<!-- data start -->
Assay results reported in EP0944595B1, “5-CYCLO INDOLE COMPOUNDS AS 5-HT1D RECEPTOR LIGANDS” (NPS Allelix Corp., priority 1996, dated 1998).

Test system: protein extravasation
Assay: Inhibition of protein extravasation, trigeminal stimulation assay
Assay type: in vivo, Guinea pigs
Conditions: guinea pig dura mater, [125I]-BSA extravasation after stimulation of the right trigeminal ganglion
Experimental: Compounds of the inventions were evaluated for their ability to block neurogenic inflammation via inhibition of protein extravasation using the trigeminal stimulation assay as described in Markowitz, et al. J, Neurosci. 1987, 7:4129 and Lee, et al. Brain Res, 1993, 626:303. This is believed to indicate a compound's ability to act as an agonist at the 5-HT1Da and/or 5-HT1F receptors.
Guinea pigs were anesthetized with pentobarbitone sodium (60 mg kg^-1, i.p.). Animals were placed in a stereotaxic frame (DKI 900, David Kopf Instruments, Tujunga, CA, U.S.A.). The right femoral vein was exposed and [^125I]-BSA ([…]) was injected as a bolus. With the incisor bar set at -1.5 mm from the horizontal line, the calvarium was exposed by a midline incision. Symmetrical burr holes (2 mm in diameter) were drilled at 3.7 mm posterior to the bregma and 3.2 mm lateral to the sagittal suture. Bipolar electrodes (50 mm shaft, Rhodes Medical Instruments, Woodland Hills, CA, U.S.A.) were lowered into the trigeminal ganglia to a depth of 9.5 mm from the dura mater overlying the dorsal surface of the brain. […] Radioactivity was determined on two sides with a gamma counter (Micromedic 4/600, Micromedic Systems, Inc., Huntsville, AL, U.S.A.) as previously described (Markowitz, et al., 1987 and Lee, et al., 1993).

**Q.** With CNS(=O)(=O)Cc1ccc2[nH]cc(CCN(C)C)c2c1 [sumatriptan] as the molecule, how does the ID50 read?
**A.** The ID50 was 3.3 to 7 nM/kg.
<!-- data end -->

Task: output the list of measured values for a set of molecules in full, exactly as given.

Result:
Assay results reported in EP0944595B1, “5-CYCLO INDOLE COMPOUNDS AS 5-HT1D RECEPTOR LIGANDS” (NPS Allelix Corp., priority 1996, dated 1998).

Test system: protein extravasation
Assay: Inhibition of protein extravasation, trigeminal stimulation assay
Assay type: in vivo, Guinea pigs
Conditions: guinea pig dura mater, [125I]-BSA extravasation after stimulation of the right trigeminal ganglion
Experimental: Compounds of the inventions were evaluated for their ability to block neurogenic inflammation via inhibition of protein extravasation using the trigeminal stimulation assay as described in Markowitz, et al. J, Neurosci. 1987, 7:4129 and Lee, et al. Brain Res, 1993, 626:303. This is believed to indicate a compound's ability to act as an agonist at the 5-HT1Da and/or 5-HT1F receptors.
Guinea pigs were anesthetized with pentobarbitone sodium (60 mg kg^-1, i.p.). Animals were placed in a stereotaxic frame (DKI 900, David Kopf Instruments, Tujunga, CA, U.S.A.). The right femoral vein was exposed and [^125I]-BSA ([…]) was injected as a bolus. With the incisor bar set at -1.5 mm from the horizontal line, the calvarium was exposed by a midline incision. Symmetrical burr holes (2 mm in diameter) were drilled at 3.7 mm posterior to the bregma and 3.2 mm lateral to the sagittal suture. Bipolar electrodes (50 mm shaft, Rhodes Medical Instruments, Woodland Hills, CA, U.S.A.) were lowered into the trigeminal ganglia to a depth of 9.5 mm from the dura mater overlying the dorsal surface of the brain. […] Radioactivity was determined on two sides with a gamma counter (Micromedic 4/600, Micromedic Systems, Inc., Huntsville, AL, U.S.A.) as previously described (Markowitz, et al., 1987 and Lee, et al., 1993).

**Q.** With CNS(=O)(=O)Cc1ccc2[nH]cc(CCN(C)C)c2c1 [sumatriptan] as the molecule, how does the ID50 read?
**A.** The ID50 was 3.3 to 7 nM/kg.